NEWS
03/02/2018 07:07 SAST | Updated 03/02/2018 07:07 SAST

Will Western Cape Tourism Be Affected By Day Zero ?

The province's heady mix of mountains, vineyards and oceans appeals to thousands of tourists making their way to the province every month.

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Professor Umakrishnan Kollamparambil of the school of economic and business sciences at the University of Witswatersrand says the economy of Western Cape depends largely on tourism revenue – so Day Zero and water restrictions could make tourists' stays unpleasant and discourage visitors.

Western Cape's heady mix of mountains, vineyards and ocean appeals to thousands of tourists making their way to the province every month.

More than any other province, its attractions draw tourists to landmarks like Cape Point, Robben Island, Groot Constantia, Table Mountain, Kirstenbosch and the V&A Waterfront.

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Vineyard for the Hottentot Mountains

"You cannot ask a holidaymaker to cut down on water consumption, because that is the [worst] kind of holiday scenario for visitors [who] spend so much money to visit the city," Professor Umar said.

She says the water crisis in Western Cape is a difficult issue, because management of water should be done without it affecting the economy of a city so dependent on the service and hospitality sector.

However, she says the crisis is something residents need to take cognisance of, and change their water usage habits to make sure that existing tourist attractions can continue running until an alternative is found.

Judy Lain, chief marketing officer for tourism at Wesgro, the official Western Cape promotional agency, said the region has over the past weeks experienced booking cancellations and international clients calling the city to ask about concerns regarding water.

"We have reassured concerned tourists that should Day Zero come, we have a plan in place – and that they should not worry," Lain said.

Lain said Western Cape welcomes about 1.6 million visitors on a annual basis, who spend close to R40-billion in the local economy and support about 200,000 jobs. If they were all to cancel their bookings, it would have a massive negative impact.

Tim Harris, Wesgro CEO, said these numbers make it clear that visitors to the city add enormous value to the province, even though they make up a small proportion of the overall population.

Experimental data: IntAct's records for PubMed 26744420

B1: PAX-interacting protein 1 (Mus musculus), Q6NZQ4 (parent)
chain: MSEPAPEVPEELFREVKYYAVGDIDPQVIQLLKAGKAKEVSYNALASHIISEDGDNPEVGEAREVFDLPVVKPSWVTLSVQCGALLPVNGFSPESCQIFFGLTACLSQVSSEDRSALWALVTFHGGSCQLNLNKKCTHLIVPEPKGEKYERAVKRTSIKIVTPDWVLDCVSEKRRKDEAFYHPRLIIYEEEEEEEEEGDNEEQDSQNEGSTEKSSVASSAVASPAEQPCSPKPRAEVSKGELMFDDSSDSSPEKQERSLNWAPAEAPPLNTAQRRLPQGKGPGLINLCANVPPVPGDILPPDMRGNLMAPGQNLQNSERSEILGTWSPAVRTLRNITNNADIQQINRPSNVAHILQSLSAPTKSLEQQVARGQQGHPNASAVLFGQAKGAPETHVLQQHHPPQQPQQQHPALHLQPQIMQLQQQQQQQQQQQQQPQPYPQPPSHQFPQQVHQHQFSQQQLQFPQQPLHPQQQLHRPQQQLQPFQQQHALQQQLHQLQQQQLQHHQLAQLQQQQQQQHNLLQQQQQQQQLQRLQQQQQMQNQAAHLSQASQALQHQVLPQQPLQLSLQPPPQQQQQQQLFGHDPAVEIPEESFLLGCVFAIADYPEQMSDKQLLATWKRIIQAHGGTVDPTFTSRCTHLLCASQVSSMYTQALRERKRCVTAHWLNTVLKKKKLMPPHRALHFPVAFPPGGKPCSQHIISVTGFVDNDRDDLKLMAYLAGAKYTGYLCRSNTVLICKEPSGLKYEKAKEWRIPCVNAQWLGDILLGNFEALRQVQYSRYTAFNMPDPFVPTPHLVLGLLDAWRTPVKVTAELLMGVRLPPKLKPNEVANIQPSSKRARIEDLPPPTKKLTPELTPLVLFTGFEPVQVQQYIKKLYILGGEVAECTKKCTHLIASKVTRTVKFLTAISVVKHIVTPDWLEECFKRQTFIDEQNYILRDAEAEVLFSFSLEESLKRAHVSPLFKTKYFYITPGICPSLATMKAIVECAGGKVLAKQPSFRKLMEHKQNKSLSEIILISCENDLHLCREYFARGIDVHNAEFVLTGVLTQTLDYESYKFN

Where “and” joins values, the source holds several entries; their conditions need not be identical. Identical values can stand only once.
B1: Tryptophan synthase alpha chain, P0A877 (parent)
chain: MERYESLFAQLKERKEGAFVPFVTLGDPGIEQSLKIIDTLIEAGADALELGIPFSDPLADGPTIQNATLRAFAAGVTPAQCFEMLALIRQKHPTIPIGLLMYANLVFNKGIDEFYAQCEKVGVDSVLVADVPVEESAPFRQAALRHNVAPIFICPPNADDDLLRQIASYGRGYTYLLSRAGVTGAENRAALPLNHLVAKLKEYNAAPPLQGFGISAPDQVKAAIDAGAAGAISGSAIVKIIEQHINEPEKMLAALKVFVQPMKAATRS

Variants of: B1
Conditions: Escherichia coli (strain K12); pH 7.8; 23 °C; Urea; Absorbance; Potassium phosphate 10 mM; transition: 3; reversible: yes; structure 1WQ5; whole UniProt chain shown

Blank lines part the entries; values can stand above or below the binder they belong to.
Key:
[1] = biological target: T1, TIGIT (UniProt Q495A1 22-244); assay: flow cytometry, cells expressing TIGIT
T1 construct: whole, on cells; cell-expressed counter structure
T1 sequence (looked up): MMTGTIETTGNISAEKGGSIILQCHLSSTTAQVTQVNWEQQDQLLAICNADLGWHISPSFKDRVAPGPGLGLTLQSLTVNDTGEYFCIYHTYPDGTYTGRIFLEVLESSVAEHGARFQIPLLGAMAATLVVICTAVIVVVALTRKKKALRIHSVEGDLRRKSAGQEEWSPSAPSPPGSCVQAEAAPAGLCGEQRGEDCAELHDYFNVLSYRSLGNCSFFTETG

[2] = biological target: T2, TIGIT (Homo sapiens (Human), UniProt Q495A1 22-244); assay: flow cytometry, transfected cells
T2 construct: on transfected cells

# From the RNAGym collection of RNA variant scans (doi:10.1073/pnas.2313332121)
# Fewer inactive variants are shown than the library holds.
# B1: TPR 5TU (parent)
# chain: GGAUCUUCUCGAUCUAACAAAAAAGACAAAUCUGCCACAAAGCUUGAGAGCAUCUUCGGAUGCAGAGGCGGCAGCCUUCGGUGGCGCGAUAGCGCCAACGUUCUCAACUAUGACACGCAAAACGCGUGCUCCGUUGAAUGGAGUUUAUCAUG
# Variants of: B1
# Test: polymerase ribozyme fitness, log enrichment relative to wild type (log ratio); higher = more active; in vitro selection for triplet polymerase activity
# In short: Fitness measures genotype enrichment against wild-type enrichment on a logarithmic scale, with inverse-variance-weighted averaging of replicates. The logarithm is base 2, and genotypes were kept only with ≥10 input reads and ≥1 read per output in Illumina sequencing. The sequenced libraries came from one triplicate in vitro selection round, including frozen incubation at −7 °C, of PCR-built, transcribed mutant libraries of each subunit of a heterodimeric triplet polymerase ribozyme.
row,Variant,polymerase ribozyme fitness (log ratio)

"Visitors sustain livelihoods, and they stimulate growth even during challenging economic times. We are fortunate enough to live in arguably the most beautiful region on earth, and we must emphasise this now more than ever," Harris said.

Harris has urged residents to welcome tourists during this time, so that they can help the economy grow.

"We want to let visitors know that they are most welcome, but when they visit, to be mindful of the drought and help us save water."

He said that if the population worked together, Day Zero could be avoided and the province's economy could be maintained – which would lead to job creation across Western Cape.

"Our major hotels have business contingency plans in place, and we are also working with the small establishments – guesthouses, BnBs, etc. – to assist them with plans to ensure that the hospitality of tourists is not affected.

"We have explained to concerned international tourists that they only add one percent to the total Cape Town population, which means they use less water and should not worry about not having water – because we can guarantee that they will, " Lain said.

Meanwhile, Cape Nature CEO Razeena Omar maintains that visitors should not worry, as there are measures in place to ensure everyone visiting the city reserves has access to water.

Cape Nature is the city's public institution with the responsibility for biodiversity conservation.

"Tourism offerings – such as hiking and accommodation stays on our nature reserves – are still available for bookings," she said.

Omar said development projects are also being carefully planned to mitigate any local environmental harm, while also optimising the use of green building technology.

"Despite our green efforts, ultimately it is up to each and every one one of us to ensure we stick to the water restrictions in the various municipalities," he said. "Only use the amount allocated – or less – per person; not just for us, but for future generations to come."

Cape Nature's reserve accommodation boasts low-flow showerheads and other water-saving facilities, including waterless/composting toilets and rainwater harvesting.

"Two pilot projects are currently underway to contribute towards conserving water on our reserves," Omar added. "These include atmospheric water generators at Rocherpan Nature Reserve and grey water recycling at Vrolijkheid Nature Reserve."